Character order and password strength

  • Pablo

    Pablo - 2013-05-14

    Just wondering if character order has any bearing on password strength?

    Take the following for example all using the same characters and length, but arranged differently:




    The reason I ask is that the first one would be easy to remember but would it be any less secure than the others in terms of being cracked via brute force or similar?

    Appreciate any insight on this one.

  • Paul

    Paul - 2013-05-14

    The first option is less secure because it uses a dictionary word.
    Put the passwords in KeePass and see what the strength report says.

    cheers, Paul

  • Pablo

    Pablo - 2013-05-14

    Thanks for the replies. Actually the reason I ask is that putting each of those passes into keepass returns the exact same security level - 66bits? SO the first is easier given a brute force attack would go through a process or what? guesing all english words, then all words with obvious substitutions, then either of those options with random symbols or numbers? From a crackers perspective, what is a potential known going into a crack? Is there a way to analyse the file to give them the password length or character makeup in any way before beginning brute force or similar?

    Olav the picture in that article kind of made sense to me about why it was an easy guess but perhaps Im missing something?

  • wellread1

    wellread1 - 2013-05-14

    Real world password strength estimators are estimating the size of the password space that an attacker would have to search to have a high probability of finding the password and expressing the value as a power of 2 (e.g. 66 bits means the attack would have to search 2^66 passwords to have a high probability of finding the correct password). This "strength" estimate is a property of an imaginary set of passwords, not of particular passwords. Estimators make various assumptions such as: the attacker knows the length and character set size, and that the password is randomly generated. There is some agreement between estimators because most make similar assumptions about attack strategy (e.g. they are random searches of a particular password space). Unless you know the attack strategy, it is not possible to generate perfect estimates.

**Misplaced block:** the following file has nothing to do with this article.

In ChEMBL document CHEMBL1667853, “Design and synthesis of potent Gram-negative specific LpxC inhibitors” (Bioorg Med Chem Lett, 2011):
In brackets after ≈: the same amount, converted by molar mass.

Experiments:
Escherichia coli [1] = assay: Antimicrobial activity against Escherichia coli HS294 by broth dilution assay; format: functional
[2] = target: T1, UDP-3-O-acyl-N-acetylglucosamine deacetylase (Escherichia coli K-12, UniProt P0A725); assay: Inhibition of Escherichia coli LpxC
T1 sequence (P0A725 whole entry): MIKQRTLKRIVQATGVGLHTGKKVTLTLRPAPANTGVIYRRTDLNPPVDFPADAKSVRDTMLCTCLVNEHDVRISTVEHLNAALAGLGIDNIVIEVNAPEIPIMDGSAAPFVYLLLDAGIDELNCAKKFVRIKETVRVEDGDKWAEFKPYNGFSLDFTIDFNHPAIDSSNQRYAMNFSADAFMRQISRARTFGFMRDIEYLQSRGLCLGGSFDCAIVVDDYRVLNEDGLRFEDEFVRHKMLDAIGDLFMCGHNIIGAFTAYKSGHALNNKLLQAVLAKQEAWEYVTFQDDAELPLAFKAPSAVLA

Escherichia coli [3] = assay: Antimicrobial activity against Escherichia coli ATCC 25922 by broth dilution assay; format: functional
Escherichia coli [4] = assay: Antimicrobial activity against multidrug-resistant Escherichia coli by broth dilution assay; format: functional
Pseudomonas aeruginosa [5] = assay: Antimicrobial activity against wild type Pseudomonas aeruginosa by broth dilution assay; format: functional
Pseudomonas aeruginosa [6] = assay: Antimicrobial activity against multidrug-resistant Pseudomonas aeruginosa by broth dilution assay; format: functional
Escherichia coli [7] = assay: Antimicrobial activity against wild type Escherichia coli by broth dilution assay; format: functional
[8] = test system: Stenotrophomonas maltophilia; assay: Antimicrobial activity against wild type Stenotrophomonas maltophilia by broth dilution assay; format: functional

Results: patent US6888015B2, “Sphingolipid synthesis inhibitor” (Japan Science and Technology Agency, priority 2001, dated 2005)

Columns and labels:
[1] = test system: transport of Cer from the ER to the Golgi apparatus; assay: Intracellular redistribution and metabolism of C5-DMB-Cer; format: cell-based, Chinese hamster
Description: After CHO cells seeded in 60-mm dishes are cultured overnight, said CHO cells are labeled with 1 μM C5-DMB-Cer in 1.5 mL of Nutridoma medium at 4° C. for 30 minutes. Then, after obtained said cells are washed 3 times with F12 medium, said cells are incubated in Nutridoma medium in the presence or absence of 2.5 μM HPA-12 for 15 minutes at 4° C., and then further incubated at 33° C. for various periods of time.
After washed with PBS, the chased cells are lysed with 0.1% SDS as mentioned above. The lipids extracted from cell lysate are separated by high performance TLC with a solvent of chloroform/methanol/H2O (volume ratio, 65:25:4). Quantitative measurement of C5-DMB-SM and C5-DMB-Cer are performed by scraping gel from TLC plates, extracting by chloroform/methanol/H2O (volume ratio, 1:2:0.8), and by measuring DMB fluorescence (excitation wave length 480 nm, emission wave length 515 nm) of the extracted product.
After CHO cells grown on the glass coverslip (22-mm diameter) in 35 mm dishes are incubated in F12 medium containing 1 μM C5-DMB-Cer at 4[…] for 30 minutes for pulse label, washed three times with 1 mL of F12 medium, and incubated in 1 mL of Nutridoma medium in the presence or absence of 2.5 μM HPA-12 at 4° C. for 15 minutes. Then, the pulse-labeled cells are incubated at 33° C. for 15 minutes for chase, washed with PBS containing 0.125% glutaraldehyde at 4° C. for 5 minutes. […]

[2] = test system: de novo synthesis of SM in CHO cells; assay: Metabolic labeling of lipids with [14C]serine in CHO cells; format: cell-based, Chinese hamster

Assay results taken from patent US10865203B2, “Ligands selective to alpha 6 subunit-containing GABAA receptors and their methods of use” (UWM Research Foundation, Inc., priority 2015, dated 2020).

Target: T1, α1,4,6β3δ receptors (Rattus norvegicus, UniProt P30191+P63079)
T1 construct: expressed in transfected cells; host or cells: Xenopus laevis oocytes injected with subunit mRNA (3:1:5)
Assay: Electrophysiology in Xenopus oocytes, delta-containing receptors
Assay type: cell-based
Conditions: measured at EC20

The KeePass password quality estimator does not presume to know how the password was generated. Instead it uses the observable features of the single password provided to estimate password quality. It also uses a small dictionary to de-rate password strength of passwords that contains words. In the example you provided, the analyzer missed the embedded word. Also because of the statistical nature of the analysis, and the small sample size (1 password), there is imprecision inherent in the estimate.

    The best strength estimates are possible for randomly generated passwords because the search space is defined by only two parameters, password length and character depth. The password space of passwords generated by other methods can usually be extensively parametrized by attackers, resulting in much smaller effective attack space.